New County Level Population Estimates for 2014
The first release in this year's cycle of official population estimates with components of change from the Census Bureau are now available.
See our Whatsnew page for a detailed article describing the
specifics regarding how to access the data on this web site. We have done our usual standard processing of these data, and we have
also created some new graphics modules (one per state) comprised of a report, a bar chart and two maps depicting key items.
There do not appear to be any big surprises in Missouri. The big continue to get bigger (though not by all that much - no county in the state grew by more than 1.6%).
Of the top 12 counties ranked by percent change over the past year, all but one (Webster county - suburban Springfield) was an urban county
ranked in the top 15 in total population. The state as a whole grew by only three tenths of a percent, and the majority of counties
(mostly rural) experienced continued population losses. (See the map at the end of the new charts module for
Poverty in Missouri 2013
In December the Census Bureau released the latest SAIPE (Small Area Income and Poverty Estimates) data showing county and school district level
estimates of median household income and various measures of poverty in 2013. We have looked at the poverty data at the county level for Missouri
and have created a short 4-page report that focuses on the areas in the state with the highest poverty rates. We suggest that you
view the report in the saipe data directory in another browser window
as you read this summary. (See similar reports for other states by changing the state abbreviation, "mo", to any other state abbreviation. The state must have at least 12 counties. )
Some interesting findings taken from the Missouri report:
- Counties in the southern part of Missouri have significantly more poverty than those north of the Missouri river.
- The bootheel region of the state has the highest poverty rates, with Mississippi county at 36.3% being the worst, almost 5 points
ahead of the next poorest county - Shannon.
- After the bootheel the next largest pocket of poverty is in the south central part of the state. As with the bootheel this is a very rural
and very sparsely populated area.
- Somewhat surprisingly only one county north of the Missouri river fell within the upper quinitle base on poverty rates. And that one county,
Adair, has an inflated figure due to the student population at Truman State.
- The state-wide county map seems to indicate that except for the city of St. Louis there is very little poverty in the two major metro areas
of the state, St. Louis and Kansas City. This is very misleading, however, since there are more poor people in St. Louis and Jackson counties than in the
entire set of rural southern counties that show up in the darkest blue of the state poverty map. While St. Louis county has an overall poverty rate of less than 11%, there are portions of north county that are over 30% (which can be seen if you look at the data at the school district level.) Likewise Jackson county's overall poverty rate of just over 17% masks the 35% child poverty rate in the Kansas City school district.
Note: this image is a copy of the one at the end of the above-referenced report. If you access the version in the report you can move the mouse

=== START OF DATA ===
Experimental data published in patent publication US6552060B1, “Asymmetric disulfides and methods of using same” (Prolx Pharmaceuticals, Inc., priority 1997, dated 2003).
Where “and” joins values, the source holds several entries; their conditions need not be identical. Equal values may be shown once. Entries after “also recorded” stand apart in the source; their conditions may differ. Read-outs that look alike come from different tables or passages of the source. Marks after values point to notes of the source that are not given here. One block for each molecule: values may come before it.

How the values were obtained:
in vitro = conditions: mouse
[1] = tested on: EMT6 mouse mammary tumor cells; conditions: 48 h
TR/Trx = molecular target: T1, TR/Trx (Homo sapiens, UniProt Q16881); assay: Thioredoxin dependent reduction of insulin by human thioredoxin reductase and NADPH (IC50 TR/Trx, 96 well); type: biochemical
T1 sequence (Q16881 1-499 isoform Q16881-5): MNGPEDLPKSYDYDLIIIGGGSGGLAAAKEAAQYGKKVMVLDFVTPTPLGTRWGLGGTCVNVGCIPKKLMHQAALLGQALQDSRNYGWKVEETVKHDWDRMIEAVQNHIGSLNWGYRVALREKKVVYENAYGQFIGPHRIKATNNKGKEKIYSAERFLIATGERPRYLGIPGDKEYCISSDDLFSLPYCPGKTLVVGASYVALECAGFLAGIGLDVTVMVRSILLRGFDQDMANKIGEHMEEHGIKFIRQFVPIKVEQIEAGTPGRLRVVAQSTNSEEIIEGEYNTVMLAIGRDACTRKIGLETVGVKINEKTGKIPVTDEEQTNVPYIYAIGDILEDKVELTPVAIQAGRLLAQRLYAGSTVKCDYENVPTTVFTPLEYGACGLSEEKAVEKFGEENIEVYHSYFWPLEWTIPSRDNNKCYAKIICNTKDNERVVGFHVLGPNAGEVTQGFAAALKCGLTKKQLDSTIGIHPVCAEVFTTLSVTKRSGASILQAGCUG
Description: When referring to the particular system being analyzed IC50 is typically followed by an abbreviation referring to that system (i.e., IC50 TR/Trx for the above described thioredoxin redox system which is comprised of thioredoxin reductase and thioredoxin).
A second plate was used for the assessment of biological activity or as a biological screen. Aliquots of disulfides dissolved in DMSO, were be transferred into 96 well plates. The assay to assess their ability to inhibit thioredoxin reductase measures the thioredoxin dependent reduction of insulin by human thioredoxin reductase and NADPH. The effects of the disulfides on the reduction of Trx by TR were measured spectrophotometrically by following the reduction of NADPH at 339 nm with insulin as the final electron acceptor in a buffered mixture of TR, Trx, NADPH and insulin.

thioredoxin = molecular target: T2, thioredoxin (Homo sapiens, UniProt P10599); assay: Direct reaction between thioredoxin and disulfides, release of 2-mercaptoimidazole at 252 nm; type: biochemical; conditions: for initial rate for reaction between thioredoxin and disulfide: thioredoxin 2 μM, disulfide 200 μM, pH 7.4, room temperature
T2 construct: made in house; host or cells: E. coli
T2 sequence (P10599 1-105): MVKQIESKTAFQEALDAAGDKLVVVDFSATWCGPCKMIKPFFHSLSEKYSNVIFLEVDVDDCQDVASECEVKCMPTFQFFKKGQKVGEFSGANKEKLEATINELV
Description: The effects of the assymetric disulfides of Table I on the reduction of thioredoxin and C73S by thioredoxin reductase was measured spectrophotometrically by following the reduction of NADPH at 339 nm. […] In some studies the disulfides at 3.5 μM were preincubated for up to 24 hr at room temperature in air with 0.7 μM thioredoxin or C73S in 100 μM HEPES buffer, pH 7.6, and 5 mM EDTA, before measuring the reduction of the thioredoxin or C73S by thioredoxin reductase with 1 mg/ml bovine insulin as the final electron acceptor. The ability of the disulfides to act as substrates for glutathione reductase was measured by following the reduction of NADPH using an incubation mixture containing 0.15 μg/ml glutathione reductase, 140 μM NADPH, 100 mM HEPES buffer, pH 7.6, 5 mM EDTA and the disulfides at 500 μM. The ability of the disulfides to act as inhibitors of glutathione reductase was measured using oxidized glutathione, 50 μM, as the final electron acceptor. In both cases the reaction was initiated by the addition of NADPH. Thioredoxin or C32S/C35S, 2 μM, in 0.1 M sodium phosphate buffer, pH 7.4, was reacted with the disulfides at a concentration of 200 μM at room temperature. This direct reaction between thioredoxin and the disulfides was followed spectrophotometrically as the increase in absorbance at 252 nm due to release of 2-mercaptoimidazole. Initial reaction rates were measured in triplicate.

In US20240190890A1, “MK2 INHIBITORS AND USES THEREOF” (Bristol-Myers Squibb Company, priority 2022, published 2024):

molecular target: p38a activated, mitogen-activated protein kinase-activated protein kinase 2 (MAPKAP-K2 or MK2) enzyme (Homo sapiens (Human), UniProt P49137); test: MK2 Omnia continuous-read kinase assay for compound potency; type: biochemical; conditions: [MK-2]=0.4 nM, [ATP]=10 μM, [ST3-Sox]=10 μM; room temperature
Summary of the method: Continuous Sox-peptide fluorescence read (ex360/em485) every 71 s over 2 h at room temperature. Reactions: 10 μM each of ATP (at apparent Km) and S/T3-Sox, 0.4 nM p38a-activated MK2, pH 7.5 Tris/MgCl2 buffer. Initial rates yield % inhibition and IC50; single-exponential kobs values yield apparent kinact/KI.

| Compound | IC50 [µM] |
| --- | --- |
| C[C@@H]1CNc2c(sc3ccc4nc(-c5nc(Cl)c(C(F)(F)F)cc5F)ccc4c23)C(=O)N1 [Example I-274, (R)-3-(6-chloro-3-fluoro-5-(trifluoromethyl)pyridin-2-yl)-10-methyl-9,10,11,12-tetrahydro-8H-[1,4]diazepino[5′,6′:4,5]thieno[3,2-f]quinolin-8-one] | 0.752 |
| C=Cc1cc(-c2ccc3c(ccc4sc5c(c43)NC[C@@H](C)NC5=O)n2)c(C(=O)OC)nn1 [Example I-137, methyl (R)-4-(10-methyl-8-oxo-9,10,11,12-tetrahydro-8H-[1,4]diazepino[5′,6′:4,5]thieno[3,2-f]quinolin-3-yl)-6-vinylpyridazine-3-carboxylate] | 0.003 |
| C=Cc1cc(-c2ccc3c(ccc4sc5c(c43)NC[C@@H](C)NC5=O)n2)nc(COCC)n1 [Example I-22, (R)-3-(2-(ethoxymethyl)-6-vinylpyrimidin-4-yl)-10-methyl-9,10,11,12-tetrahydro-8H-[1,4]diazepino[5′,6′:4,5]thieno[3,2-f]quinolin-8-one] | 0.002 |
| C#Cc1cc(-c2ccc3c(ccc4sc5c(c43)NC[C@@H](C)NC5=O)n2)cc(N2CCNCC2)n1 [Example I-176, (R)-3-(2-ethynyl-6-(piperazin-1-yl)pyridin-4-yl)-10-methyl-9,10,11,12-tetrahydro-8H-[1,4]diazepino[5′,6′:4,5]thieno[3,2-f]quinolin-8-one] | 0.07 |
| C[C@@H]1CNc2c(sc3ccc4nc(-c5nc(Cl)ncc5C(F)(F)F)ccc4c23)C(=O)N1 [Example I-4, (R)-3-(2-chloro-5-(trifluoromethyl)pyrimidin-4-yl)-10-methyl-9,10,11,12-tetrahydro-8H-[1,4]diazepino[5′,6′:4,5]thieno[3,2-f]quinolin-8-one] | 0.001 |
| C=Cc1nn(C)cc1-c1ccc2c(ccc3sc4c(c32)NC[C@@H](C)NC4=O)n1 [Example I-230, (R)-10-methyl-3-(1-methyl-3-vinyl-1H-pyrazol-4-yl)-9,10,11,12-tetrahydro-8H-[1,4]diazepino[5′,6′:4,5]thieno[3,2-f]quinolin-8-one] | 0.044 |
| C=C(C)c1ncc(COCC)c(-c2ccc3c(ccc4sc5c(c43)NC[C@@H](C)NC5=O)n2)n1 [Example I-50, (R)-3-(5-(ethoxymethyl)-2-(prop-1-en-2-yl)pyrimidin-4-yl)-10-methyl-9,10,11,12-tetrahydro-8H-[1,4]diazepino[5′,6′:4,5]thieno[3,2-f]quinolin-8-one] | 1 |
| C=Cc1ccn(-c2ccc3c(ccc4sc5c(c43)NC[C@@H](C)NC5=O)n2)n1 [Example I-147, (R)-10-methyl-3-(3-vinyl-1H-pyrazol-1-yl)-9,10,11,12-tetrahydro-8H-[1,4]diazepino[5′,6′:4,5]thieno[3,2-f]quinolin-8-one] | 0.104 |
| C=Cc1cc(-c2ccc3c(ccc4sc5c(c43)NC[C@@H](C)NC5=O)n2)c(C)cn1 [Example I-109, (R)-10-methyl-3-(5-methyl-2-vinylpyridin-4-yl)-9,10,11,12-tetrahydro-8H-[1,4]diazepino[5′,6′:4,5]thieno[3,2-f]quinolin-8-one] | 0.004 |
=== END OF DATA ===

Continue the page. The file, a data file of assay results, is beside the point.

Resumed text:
over a county and see its name and poverty rate displayed. You can also click within the county and be taken to our applinks page for that county.
Poverty Data for Any State in the Country
If you thought the Missouri data referenced in the previous paragraph would be more useful if the data were for your state then you might be interested in seeing comparable data for anywhere in the country. We have now created a choropleth map of the entire United States
depicting the same SAIPE poverty estimates by county. This map features the same MouseOver capability to let you see the name of the county and the
value of the PctPoor varible. It also has a drill-down feature but instead of the drill down taking you to the county applinks page it will take you
to a page with the same set of 4 graphics (report, bar chart and two maps) for the state in which you click. So, for example, clicking on the
map within the state of Pennsyvlvanie takes you to this page: http://mcdc.missouri.edu/data/saipe/pov2013charts/pov2013pa/charts.html.
To See More of the SAIPE Data
On the MCDC web site access the saipe data directory using Uexplore at http://mcdc.missouri.edu/cgi-bin/uexplore?/pub/data/saipe
. Note the SeeAlso.html link (on the second line of the files portion of
the page), and from that page follow the link to the SAIPE web site at the
Census Bureau where
you not only can get access to all the background information and access to data files, but also to the rather awesome SAIPE Interactive Data Tool.
Back on the MCDC's Uexplore page for the SAIPE data, you can access our collection of datasets most easily by using the Datasets.html
custom index page. The data we used for the reports referenced here came from the mostcnty2013 dataset (mo=Missouri data, stcnty=State & County level summaries,
2013=Time period). The same data for any (or all) state(s) in the country can easily be accessed in the usstcnty2013 dataset (coding a filter based on
the State variable once in Dexter, unless you want the whole country). The corresponding datasets moschldst2013 and usschldst2013 contain (slightly different) data summarized at the school district level.
For trend analysis you can access the mostcnty20xx and usstcnty20xx datasets that have data for all years 2000 through 2013.